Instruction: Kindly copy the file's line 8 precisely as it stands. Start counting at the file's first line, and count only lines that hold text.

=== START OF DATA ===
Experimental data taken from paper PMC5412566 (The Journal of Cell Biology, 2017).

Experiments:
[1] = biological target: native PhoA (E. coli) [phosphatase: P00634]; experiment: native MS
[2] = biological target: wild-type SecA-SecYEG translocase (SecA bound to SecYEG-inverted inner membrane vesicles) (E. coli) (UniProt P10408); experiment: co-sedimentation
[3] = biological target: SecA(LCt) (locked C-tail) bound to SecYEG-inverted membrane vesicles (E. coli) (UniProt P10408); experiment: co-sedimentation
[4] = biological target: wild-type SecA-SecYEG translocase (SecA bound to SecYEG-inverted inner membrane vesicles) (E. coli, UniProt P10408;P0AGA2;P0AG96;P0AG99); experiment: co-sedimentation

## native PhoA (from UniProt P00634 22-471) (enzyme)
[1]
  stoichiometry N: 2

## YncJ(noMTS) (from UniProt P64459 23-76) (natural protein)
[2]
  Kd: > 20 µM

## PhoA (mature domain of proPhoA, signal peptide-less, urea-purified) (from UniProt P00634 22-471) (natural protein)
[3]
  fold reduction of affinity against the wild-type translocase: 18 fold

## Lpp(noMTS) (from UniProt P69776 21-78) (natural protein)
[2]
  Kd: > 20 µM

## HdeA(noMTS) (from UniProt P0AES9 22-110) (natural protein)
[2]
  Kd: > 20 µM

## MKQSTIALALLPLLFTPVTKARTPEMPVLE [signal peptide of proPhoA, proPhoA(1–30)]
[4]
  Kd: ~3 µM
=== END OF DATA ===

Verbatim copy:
[1]